European equity markets have continued to benefit from relatively favorable valuations, improving earnings growth, and overall global reflation. With most of the banking issues resolved, Europe appears to be in a position to grow again. Additionally, we anticipate the alpha environment will likely remain robust as certain companies, sectors and countries are positioned to benefit more significantly than others. Despite a lack of market volatility, correlations have declined and dispersion has increased, creating a fertile environment for fundamental stock selection.
The significant depreciation of the British pound, for example, has created better separation and earnings variances between those companies that benefit more from exports versus those that do not. And as interest rates start to increase in the region, the environment for long short investing should improve further.
Over the last several months, we have also witnessed interesting sector rotations, such as into financials and technology, while some of the defensive energy sectors and commodity-related investments have lagged. This dynamic has presented managers with the opportunity to employ quality long positions against relatively efficient market hedges.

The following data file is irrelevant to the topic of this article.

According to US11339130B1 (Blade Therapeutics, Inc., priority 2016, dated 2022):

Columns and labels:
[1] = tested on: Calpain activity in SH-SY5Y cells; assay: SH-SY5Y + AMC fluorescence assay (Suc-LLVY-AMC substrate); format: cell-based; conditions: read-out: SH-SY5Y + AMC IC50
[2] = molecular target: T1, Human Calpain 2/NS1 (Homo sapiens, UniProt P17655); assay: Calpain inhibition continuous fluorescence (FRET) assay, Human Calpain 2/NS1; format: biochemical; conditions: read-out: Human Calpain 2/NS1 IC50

Central Bank Policy Divergence: A Potential Benefit to Relative Value – Fixed Income
The diverging paths of central banks in the major global economies are expected to help present improved directional opportunities. Participation from directional buyers and sellers of bonds should result in greater market inefficiencies between cash, bonds and futures, benefiting less directional relative-value trading.
Specifically, managers in this strategy are finding opportunity in two primary areas: cross-country arbitrage and cross-sector arbitrage. With the Fed now having hiked interest rates four times since December 2015, they are clearly telegraphing their intent to normalize interest-rate levels going forward.